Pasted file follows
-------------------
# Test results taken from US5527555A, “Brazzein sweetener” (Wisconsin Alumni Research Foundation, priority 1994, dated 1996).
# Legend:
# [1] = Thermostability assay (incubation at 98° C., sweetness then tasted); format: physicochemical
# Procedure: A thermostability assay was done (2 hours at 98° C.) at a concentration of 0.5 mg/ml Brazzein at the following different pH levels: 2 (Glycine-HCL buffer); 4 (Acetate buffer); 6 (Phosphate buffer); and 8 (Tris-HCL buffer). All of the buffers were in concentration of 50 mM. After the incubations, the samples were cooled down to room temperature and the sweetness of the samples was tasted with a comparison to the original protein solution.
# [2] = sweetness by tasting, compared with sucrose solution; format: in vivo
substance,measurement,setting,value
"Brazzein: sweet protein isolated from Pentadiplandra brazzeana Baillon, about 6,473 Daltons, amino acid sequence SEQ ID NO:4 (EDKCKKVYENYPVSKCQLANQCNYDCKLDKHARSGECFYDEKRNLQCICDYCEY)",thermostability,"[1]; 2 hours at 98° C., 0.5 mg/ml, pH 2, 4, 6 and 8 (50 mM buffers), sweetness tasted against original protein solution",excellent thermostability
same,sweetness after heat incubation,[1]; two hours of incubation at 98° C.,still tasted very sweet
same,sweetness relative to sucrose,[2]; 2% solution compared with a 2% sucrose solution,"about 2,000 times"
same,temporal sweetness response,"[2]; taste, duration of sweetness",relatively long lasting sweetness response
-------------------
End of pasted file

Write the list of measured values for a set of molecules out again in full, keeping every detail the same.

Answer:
# Test results taken from US5527555A, “Brazzein sweetener” (Wisconsin Alumni Research Foundation, priority 1994, dated 1996).
# Legend:
# [1] = Thermostability assay (incubation at 98° C., sweetness then tasted); format: physicochemical
# Procedure: A thermostability assay was done (2 hours at 98° C.) at a concentration of 0.5 mg/ml Brazzein at the following different pH levels: 2 (Glycine-HCL buffer); 4 (Acetate buffer); 6 (Phosphate buffer); and 8 (Tris-HCL buffer). All of the buffers were in concentration of 50 mM. After the incubations, the samples were cooled down to room temperature and the sweetness of the samples was tasted with a comparison to the original protein solution.
# [2] = sweetness by tasting, compared with sucrose solution; format: in vivo
substance,measurement,setting,value
"Brazzein: sweet protein isolated from Pentadiplandra brazzeana Baillon, about 6,473 Daltons, amino acid sequence SEQ ID NO:4 (EDKCKKVYENYPVSKCQLANQCNYDCKLDKHARSGECFYDEKRNLQCICDYCEY)",thermostability,"[1]; 2 hours at 98° C., 0.5 mg/ml, pH 2, 4, 6 and 8 (50 mM buffers), sweetness tasted against original protein solution",excellent thermostability
same,sweetness after heat incubation,[1]; two hours of incubation at 98° C.,still tasted very sweet
same,sweetness relative to sucrose,[2]; 2% solution compared with a 2% sucrose solution,"about 2,000 times"
same,temporal sweetness response,"[2]; taste, duration of sweetness",relatively long lasting sweetness response